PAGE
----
As we probe deeper into the foundation of the trinity doctrine, you are seeing that its “proofs” are questionable at best—that it is built entirely on “logical” quicksand, created by scholars and religionists who propose to explain Scripture with no greater tool than human reasoning.
Consider the following explanation from ( ): “Although the doctrine of the Trinity is implicit rather than explicit in the Old Testament, at the same time, it is properly held that with the accompanying light of the New Testament this truth can be found in the Old (e.g., ; ; , , the sanctity of the symbolical number three)” (p. 1118).
Besides the fact that the New Testament does not, in fact, offer anything that helps bring the trinity to light in the Old Testament, another problem in the above argument is the misuse of symbolism associated with the number three. Throughout Scripture, we see a pattern of three used to denote completion of and —but never in reference to God.
Consider these. God uses annual Holy Day seasons to depict His Plan of salvation (), punctuated by resurrections (; ). Jonah was in the belly of a great fish days and nights (). Christ pointed to Jonah, giving as the only sign that He was the Messiah the fact that He would be days and nights in the grave (). Notice that these are all -related !
By examining just one of the scriptures cited in the , one can see the invalidity of the argument presented—and the mentioned quicksand on which trinitarian illogic stands. Notice: “ bless you, and keep you: make His face shine upon you, and be gracious unto you: lift up His countenance upon you, and give you peace” (). Merely because it references three things that the Lord does, trinitarian theologians and scholars actually claim this verse as one proof that ancient Israel recognized a triune godhead. Before we explain why they believe this, do you see part of this passage that espouses a triune godhead? Of course not! And it is “the ,” not the Father or the Holy Spirit, who is mentioned in all three places.
It should be a source of embarrassment for trinitarian theologians when they use such silly illogic to hold to what they call a mystery. Why not just let it stand as a mystery without pretending through use of such nonsense as the above that it comes from the Bible?
Then this: How can theologians attest that ancient Israel believed in the trinity when they later Christ, accusing Him of blasphemy when He claimed to be God’s Son? And, as shows, some had not even “so much as heard .” If ancient Israel as a whole had recognized (in form or principle) the existence of the Holy Spirit as a third member of a supposed triune godhead, how could these Jews have no knowledge of it whatsoever?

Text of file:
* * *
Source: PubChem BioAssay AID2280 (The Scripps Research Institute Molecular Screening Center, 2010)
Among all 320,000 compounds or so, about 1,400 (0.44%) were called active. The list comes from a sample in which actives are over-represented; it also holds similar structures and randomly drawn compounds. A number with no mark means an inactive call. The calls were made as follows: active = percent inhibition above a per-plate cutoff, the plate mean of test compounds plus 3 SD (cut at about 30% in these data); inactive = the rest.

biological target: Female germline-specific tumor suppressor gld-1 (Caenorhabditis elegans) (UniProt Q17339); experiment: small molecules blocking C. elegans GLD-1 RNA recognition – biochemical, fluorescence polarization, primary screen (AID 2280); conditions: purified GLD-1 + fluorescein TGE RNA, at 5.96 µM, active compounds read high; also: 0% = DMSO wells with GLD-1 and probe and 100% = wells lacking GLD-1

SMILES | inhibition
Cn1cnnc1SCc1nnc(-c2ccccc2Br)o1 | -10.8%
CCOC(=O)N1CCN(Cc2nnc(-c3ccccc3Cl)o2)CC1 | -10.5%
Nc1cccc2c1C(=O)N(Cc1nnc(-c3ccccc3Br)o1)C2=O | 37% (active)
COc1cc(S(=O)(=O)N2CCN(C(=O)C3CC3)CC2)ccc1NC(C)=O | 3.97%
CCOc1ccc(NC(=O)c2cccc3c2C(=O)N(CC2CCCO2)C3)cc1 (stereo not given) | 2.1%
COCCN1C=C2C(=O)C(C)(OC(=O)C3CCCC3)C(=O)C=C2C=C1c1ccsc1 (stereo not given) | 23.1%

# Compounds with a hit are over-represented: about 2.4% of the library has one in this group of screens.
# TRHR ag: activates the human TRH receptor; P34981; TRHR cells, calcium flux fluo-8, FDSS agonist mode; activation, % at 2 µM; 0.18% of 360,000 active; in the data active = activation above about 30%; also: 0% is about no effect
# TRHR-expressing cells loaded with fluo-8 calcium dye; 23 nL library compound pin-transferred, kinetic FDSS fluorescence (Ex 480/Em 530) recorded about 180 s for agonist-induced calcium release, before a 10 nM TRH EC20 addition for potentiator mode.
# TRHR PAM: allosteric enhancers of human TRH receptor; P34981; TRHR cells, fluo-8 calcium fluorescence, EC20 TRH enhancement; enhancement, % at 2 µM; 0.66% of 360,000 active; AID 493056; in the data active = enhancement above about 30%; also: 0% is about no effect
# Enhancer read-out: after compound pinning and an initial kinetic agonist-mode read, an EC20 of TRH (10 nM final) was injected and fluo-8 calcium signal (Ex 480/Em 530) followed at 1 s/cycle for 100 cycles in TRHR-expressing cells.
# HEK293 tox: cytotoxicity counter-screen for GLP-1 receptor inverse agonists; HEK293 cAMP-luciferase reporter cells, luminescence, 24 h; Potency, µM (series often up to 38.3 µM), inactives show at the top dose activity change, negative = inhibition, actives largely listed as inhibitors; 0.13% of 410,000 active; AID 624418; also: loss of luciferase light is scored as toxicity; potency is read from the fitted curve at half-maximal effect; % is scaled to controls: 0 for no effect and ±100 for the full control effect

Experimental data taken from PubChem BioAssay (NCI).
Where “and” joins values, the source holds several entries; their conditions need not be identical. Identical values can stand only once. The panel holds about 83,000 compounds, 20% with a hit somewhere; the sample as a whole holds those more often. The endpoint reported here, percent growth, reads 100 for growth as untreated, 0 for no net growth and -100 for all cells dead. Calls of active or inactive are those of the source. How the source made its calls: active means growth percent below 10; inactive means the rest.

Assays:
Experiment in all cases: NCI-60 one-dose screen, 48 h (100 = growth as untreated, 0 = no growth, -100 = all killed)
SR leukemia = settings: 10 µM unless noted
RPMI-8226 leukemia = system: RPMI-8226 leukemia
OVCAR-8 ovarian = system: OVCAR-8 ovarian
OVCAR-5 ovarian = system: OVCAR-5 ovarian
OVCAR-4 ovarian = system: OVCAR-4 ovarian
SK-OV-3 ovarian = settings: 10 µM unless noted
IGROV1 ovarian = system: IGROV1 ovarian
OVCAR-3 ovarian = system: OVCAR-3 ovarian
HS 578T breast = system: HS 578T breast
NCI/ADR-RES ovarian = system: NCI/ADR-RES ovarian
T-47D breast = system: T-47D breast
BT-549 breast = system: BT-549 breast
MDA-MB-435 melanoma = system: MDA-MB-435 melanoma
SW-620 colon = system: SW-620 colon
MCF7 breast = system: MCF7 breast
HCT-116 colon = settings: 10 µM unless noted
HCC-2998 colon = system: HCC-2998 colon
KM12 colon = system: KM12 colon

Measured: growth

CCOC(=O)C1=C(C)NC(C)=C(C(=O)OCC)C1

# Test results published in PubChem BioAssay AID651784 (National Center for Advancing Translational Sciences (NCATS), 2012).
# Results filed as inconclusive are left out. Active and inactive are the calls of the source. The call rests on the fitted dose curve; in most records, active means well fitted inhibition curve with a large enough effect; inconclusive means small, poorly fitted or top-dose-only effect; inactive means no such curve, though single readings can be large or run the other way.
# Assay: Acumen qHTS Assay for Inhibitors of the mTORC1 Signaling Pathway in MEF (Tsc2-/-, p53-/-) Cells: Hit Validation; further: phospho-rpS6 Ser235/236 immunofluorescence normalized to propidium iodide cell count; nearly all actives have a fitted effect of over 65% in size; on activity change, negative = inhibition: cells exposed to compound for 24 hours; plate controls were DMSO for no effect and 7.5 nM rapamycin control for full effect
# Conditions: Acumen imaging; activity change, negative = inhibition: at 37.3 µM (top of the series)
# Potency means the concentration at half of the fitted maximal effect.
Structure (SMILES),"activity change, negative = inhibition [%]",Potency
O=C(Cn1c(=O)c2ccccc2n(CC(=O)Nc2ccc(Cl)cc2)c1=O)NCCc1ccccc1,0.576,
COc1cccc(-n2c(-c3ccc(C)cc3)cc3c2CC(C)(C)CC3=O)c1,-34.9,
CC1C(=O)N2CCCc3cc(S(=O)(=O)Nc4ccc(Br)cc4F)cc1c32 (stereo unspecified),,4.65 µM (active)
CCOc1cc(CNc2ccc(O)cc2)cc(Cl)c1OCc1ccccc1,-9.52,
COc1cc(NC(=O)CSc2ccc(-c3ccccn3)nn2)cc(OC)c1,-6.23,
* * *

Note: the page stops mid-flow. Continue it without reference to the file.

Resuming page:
Under plain and thorough examination, such “proofs” disintegrate.
belief in a trinity had been at the core of ancient Israel’s worship of God,
and if is a blueprint for it, why is it not explicit? If constitutes a supposed trinitarian “deific formula,” as some assert,
why would God hide its meaning in a cryptic and coded message, instead of
clearly showing three members of the godhead in this passage?
The second problem with the argument, referenced above, is the claim that three separate members of the Godhead are each bestowing a blessing on Israel. But makes plain that “The our God is .” Here, and in , the Hebrew word translated “” (KJV) is , meaning the “self-Existent or Eternal,” not the “Eternal three-in-one.” This scripture will be discussed in greater detail in the next chapter.
is first found in , where we find the record of the God (YHVH) forming man “of the dust of the ground.” It was the God who was in the Garden of Eden, the same One with whom Adam and Eve directly communicated. This was the same Being referred to as “the Word” in .
This can be proven by examining and understanding the Hebrew root words from which is derived: means “was,” means “is” (actually, because the Hebrew language does not incorporate the verb “is”) and means “will continue to be.”
Do not be confused. By simply assembling the parts, the definition of YHVH becomes clear. It means literally “Was-Is-Will Continue to Be.” Scholars of the Hebrew language agree that YHVH is a derivation of the infinitive verb “to be.” This is seen in , where the One speaking to Moses identifies Himself as “I AM” (), and “I AM THAT I AM” (). We will see that this was the same Being who later became Christ!
Through His very name, God demonstrates that His existence and presence
is not limited by time constraints—He has existed
and . further shows this: “For I am the Lord [YHVH], I change not…” It is also
expounded by the phrase, “Jesus Christ the same yesterday, and today, and for
ever” (); and by the declarative statement, “I am Alpha and Omega, the and
the , says the
Lord, which , and which , and which , the